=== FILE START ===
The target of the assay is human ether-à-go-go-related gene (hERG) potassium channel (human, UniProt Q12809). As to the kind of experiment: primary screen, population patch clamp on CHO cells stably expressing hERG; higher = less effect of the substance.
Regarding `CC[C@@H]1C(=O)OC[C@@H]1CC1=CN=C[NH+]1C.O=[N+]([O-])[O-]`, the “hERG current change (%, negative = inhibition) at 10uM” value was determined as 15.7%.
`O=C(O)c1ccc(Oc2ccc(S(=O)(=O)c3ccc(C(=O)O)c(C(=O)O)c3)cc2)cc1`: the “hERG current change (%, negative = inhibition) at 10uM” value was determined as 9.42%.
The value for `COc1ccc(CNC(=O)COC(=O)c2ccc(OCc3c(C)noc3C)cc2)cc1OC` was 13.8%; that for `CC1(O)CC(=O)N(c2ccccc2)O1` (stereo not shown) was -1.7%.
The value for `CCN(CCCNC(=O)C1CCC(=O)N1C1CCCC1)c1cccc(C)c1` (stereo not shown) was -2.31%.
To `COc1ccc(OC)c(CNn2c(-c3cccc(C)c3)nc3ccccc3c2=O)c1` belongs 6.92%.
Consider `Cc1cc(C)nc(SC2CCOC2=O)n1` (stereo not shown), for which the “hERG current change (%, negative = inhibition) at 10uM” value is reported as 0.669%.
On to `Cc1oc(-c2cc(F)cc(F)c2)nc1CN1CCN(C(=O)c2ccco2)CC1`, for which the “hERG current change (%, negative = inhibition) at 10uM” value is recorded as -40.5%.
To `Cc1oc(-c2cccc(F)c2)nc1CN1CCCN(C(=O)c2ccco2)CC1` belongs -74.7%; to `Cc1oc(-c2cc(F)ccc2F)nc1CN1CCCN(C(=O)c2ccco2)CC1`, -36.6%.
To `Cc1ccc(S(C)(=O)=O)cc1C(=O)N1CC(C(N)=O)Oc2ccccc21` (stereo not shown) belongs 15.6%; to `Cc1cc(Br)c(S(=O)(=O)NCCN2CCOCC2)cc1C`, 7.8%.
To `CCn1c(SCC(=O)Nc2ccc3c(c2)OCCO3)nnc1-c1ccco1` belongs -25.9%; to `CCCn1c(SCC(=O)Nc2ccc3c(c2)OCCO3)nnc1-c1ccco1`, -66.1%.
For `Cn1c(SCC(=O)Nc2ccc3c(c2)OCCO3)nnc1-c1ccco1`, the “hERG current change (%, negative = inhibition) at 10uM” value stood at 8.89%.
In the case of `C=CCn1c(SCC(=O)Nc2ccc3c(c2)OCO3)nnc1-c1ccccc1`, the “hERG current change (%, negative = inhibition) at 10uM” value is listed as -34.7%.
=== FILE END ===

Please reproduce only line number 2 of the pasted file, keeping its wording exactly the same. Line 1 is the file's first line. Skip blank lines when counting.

Regarding `CC[C@@H]1C(=O)OC[C@@H]1CC1=CN=C[NH+]1C.O=[N+]([O-])[O-]`, the “hERG current change (%, negative = inhibition) at 10uM” value was determined as 15.7%.